Veiled Chameleon (Chamaeleo calyptratus) - Wiki
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[Photo] A young adult male veiled chameleon, Chamaeleo calyptratus with a characteristically masculine casque. Foot spurs are present, though not clearly visible in this photograph. Author: http://en.wikipedia.org/wiki/User:Geoff Date: 15 June 2004. Source: http://en.wikipedia.org/wiki/Image:C_Calyptratus_male.jpg
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The Veiled Chameleon
), is a large species of chameleon
found in the mountain regions of Yemen and Saudi Arabia. It is also sometimes referred to as the Yemen Chameleon
The male veiled chameleon
is green in color and, depending on mood, this green will range from a bright lime green to a red olive drab. The green base color is marked with stripes and spots of yellow, brown, and blue. Non breeding females and juvenile chameleon
s are generally a uniform green color with some white markings. Breeding and gravid females are a very dark green with blue and yellow spots. The prominence of these markings is dependent on several factors including health, mood, and temperature of the lizard.
This species is sexually dimorphic, meaning it is possible to tell the gender of an individual by looking at physical traits. Aside from the previously mentioned color differences, adult male veiled chameleon
s are large animals. It is possible for them to reach an over all length of 24 inches (60 cm). Most specimens usually reach between 14 to 18 inches (35-45 cm). Females are smaller with the average overall length being just under 12 inches (30 cm). Males and females both have a decorative growth called a "casque" on their heads. The casque of a male chameleon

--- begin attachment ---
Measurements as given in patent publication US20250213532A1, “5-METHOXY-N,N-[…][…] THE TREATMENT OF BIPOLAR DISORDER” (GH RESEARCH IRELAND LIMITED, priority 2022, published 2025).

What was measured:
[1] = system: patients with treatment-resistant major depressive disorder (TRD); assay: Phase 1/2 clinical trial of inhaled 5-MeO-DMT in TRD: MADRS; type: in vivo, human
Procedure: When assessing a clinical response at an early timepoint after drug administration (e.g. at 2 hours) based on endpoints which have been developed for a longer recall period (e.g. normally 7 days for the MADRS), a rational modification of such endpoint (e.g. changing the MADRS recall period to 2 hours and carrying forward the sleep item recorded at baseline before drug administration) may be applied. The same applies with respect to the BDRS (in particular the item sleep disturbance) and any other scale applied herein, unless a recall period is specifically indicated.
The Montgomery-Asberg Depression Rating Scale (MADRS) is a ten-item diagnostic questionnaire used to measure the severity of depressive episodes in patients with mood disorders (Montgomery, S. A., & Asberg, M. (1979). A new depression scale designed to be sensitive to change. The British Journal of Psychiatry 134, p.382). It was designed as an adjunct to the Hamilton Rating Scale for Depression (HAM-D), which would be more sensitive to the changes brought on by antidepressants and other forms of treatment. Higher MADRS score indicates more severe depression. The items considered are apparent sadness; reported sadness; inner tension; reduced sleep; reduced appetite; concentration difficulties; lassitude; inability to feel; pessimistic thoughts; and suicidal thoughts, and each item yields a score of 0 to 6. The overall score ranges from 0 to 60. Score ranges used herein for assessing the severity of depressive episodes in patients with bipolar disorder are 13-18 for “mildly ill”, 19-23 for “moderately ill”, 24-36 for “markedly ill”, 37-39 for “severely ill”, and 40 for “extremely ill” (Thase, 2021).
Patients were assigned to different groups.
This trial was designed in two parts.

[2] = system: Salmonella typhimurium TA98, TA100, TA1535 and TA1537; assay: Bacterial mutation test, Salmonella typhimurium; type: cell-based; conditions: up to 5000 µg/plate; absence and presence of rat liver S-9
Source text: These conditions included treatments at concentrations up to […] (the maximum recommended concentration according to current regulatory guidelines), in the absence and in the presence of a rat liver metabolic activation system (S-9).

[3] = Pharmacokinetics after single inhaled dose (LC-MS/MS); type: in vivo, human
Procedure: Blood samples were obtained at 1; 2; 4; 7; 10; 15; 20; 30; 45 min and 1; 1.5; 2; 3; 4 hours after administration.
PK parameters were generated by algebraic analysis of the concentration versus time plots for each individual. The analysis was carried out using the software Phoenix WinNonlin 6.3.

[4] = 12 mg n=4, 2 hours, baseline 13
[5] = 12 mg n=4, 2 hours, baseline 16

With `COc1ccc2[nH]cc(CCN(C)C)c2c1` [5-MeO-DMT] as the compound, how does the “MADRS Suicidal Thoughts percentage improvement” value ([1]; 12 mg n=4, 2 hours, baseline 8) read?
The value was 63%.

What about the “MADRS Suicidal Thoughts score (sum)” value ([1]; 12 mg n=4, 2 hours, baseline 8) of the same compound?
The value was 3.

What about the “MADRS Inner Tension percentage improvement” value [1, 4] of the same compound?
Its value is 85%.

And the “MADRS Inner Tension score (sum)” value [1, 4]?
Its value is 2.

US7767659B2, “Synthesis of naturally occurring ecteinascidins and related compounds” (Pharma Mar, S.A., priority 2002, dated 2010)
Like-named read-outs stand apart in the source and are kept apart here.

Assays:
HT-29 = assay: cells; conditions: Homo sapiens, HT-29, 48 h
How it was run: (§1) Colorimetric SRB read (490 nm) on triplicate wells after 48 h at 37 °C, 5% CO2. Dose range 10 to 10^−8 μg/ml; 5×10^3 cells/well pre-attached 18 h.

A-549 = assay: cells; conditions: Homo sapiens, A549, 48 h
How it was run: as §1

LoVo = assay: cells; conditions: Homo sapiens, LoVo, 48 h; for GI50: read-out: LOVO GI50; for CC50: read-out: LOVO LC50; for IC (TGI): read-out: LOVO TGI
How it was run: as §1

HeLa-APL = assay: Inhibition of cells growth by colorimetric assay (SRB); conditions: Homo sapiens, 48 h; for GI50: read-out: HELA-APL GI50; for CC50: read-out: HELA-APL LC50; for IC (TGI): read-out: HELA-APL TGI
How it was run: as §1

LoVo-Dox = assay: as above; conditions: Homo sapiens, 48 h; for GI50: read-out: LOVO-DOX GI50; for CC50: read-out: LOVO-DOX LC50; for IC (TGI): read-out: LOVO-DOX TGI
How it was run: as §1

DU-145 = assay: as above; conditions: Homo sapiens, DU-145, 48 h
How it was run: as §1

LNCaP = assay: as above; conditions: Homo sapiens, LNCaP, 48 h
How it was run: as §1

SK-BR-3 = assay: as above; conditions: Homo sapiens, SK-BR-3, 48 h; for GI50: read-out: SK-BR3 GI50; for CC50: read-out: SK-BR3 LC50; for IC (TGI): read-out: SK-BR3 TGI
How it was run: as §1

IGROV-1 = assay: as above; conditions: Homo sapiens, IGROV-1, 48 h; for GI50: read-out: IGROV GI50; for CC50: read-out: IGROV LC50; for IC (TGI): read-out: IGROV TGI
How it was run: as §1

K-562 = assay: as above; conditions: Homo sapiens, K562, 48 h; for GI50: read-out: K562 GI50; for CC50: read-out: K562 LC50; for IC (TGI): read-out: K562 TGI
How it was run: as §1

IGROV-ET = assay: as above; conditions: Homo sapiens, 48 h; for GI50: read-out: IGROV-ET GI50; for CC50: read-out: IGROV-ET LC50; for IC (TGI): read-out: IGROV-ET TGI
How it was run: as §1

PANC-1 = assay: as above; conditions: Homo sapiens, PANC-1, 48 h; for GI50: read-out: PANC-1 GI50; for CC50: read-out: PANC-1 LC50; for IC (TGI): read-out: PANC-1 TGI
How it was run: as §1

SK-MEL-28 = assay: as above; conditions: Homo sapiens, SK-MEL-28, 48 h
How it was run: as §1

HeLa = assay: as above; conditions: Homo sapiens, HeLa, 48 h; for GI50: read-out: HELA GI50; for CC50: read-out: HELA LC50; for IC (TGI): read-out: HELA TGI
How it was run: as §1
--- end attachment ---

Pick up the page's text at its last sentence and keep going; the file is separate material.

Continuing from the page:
is much taller than the female's. Males also have a spur on each hind leg that the females do not have.
Like most chameleon
s, veiled chameleon
s are specialized tree dwellers. They have a flattened body meant to mimic a leaf and feet specially designed for grasping limbs and branches. They have a prehensile tail that acts as a fifth appendage and aids in climbing. Their eyes work independently of one another allowing the chameleon
to look in front of and behind itself at the same time. They have a long sticky tongue that they use to capture their insect prey. Veiled chameleon
s are ambush predators and are capable of lying still for very long periods of time waiting for an unsuspecting locust
to wander by.
s are omnivores. While their main diet consists of insects, they will occasionally consume the leaves and blossoms of various plants. This is especially true in times of drought when water is scarce. Like all chameleon
s, veiled chameleon
s prefer to drink water that is in drops. They do not always recognize standing water and may dehydrate if that is their only source.
Female veiled chameleon
s can produce up to 3 clutches of eggs a year. Each clutch may contain 20-70 eggs. The eggs usually take 6-9 months to hatch. All the eggs in the same clutch will hatch simultaneously, as long as they are incubated together. Female veiled chameleon
s will produce multiple clutches of eggs, with one male encounter and produce infertile eggs when there is no male, similar to chicken
s are often kept in captivity due to the fact that they are relatively hardy when compared to other chameleon
species often offered for sale.
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